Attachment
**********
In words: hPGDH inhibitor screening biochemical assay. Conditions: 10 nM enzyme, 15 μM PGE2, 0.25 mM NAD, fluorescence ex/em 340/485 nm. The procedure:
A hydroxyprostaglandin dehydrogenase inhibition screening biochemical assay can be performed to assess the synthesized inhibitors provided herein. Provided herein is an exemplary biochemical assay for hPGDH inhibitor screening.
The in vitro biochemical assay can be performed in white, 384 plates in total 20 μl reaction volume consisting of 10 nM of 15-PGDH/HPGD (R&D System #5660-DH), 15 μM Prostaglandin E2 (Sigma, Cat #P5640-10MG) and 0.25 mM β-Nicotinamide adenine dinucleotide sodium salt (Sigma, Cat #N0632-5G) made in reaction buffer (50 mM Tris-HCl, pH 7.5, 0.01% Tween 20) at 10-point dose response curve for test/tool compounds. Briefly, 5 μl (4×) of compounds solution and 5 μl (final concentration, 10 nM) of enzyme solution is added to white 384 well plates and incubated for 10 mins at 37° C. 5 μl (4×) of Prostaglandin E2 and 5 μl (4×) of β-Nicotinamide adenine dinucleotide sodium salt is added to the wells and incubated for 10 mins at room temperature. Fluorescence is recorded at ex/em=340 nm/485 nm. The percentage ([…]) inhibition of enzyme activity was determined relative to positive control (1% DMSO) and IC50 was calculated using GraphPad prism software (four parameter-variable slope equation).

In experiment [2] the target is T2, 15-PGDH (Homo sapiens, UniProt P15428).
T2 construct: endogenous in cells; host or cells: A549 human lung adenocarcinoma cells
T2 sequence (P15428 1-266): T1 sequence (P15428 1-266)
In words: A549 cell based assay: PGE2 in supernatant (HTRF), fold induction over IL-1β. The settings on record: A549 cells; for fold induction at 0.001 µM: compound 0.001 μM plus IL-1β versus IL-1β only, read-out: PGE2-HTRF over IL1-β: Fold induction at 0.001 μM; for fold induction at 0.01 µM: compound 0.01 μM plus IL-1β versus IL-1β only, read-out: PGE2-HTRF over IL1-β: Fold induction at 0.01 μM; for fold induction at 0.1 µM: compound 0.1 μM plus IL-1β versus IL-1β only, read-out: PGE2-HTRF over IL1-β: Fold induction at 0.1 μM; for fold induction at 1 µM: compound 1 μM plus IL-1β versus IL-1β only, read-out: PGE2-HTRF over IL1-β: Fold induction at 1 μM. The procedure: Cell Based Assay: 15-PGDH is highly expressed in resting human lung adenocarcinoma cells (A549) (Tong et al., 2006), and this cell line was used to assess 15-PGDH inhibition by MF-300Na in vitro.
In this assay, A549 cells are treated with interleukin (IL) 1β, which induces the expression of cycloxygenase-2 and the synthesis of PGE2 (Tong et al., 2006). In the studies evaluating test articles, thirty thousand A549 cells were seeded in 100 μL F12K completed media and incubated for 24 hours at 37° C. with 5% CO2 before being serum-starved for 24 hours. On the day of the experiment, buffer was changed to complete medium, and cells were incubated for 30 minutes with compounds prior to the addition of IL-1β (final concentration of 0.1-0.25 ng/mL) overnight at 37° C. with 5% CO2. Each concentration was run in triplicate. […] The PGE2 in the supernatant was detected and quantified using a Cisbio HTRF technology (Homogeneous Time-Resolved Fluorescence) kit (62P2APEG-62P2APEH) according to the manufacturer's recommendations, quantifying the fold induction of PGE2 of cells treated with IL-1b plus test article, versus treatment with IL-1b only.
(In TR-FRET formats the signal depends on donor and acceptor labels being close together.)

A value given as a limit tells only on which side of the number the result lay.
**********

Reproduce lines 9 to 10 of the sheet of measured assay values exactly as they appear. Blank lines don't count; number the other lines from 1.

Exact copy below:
(In TR-FRET formats the signal depends on donor and acceptor labels being close together.)

A value given as a limit tells only on which side of the number the result lay.